Scottish Newspaper Names Ryan Giggs As Footballer Who Reportedly Had Affair With Welsh Model
Okay, in case the intersection of the English Premier League, tabloid sex stories, and media law isn't your cup of tea (and why wouldn't it be?), here's the deal. Last month, a story semi-leaked that an EPL footballer supposedly had an affair with Imogen Thomas, a Welsh model. However, the story couldn't fully leak, because British courts blocked the player's name from being revealed.
This, however, didn't stop news sources in other countries from revealing the name of the footballer in question (Manchester United's Ryan Giggs), figuring that they, being based outside England, were on safe legal footing. But even though Giggs' name has circulated far and wide in connection with this story, thanks to the court injunction, the UK press has been quiet. Until now. Via Sporting Intelligence:
That's Scotland's Sunday Herald, teasing a story about privacy laws run amok -which includes revealing Giggs by name - with a photo of Giggs that doesn't leave much to the imagination. Here's what the paper's editor had to say on the decision to run the cover and story:
"The legal position is absolutely clear, we don't publish in England and we are not covered by the superinjunction."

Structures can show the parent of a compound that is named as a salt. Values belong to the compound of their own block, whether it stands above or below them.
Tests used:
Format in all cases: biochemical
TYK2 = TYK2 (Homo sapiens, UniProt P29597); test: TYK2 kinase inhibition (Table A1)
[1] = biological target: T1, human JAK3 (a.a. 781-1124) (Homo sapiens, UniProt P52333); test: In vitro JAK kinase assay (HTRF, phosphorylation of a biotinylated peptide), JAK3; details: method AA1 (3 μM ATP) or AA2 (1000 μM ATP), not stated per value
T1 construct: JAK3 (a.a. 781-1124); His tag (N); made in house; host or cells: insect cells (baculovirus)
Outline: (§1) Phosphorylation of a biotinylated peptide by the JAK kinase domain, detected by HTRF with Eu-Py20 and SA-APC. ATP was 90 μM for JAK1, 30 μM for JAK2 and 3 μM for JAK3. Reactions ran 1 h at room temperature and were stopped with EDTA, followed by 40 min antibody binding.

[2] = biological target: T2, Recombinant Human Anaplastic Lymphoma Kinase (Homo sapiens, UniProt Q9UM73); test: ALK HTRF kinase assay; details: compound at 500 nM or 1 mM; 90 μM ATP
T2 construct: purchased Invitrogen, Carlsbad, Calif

He added that he was "absolutely confident" in the paper's position, though he "absolutely did not take the decision lightly." (Interestingly, the paper didn't publish an image the cover on its website, nor the story in question, in order to shore up its legal standing.) The editorial accompanying the story and cover, though, says:
"Today we identify the footballer whose name has been linked to a court superinjunction by thousands of postings on Twitter. Why? Because we believe it is unsustainable that the law can be used to prevent newspapers from publishing information that readers can access on the internet at the click of a mouse."
Indeed they can. And more interesting than the actual allegation of an affair is how this whole story made its way to the front lines of the debate over privacy laws as they relate to the British press. As Forbes noted today,it's become such a hot-button issue that Giggs is now a bigger deal than he would have been without the injunction that kept his name "private." This story could mark the moment the British court system realizes that if a story is even the slightest bit out in public (and wasn't obtained through, say, phone hacking), you're just not keeping it down.
[h/t Bill Barnwell]
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